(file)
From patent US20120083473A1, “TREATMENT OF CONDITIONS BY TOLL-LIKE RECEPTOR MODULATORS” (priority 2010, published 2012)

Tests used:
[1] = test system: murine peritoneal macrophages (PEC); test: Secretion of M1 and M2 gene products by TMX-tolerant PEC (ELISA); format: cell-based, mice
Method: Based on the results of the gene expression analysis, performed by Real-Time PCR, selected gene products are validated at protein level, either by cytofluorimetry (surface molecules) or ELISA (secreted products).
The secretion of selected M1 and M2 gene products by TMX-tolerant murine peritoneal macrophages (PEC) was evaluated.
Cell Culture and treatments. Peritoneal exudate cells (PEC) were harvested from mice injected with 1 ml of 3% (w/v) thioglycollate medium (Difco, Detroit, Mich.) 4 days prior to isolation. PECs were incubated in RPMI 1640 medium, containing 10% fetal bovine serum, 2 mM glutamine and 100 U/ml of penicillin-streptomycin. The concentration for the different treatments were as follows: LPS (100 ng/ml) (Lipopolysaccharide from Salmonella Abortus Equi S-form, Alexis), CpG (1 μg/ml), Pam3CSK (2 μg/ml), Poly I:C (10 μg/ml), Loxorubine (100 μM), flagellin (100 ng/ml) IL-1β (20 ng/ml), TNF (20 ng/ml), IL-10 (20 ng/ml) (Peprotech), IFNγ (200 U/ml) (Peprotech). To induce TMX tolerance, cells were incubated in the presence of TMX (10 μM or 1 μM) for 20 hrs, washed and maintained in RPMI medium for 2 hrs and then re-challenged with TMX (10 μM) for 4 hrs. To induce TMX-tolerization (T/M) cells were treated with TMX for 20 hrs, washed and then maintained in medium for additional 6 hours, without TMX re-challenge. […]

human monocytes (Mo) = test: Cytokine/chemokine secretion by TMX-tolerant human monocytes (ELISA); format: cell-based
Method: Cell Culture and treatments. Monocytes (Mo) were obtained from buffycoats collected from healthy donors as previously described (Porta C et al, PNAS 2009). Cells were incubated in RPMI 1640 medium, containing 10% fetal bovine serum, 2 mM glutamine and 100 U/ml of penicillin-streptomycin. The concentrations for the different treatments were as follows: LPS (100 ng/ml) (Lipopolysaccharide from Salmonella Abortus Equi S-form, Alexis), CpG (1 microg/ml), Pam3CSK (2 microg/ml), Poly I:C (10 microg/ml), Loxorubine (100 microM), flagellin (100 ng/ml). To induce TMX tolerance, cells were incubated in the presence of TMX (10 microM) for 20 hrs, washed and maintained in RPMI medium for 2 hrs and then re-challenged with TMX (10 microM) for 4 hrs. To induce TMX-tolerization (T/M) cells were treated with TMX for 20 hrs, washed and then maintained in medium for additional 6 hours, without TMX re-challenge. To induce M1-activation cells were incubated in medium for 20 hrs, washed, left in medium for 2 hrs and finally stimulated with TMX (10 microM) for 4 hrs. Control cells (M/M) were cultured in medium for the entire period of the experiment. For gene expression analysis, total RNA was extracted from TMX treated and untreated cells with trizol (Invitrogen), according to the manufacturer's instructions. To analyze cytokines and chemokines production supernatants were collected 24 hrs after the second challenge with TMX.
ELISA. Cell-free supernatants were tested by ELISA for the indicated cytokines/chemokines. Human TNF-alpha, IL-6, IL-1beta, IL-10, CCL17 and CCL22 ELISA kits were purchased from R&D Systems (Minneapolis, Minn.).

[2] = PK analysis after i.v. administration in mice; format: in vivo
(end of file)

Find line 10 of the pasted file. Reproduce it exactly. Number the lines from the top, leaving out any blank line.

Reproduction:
[2] = PK analysis after i.v. administration in mice; format: in vivo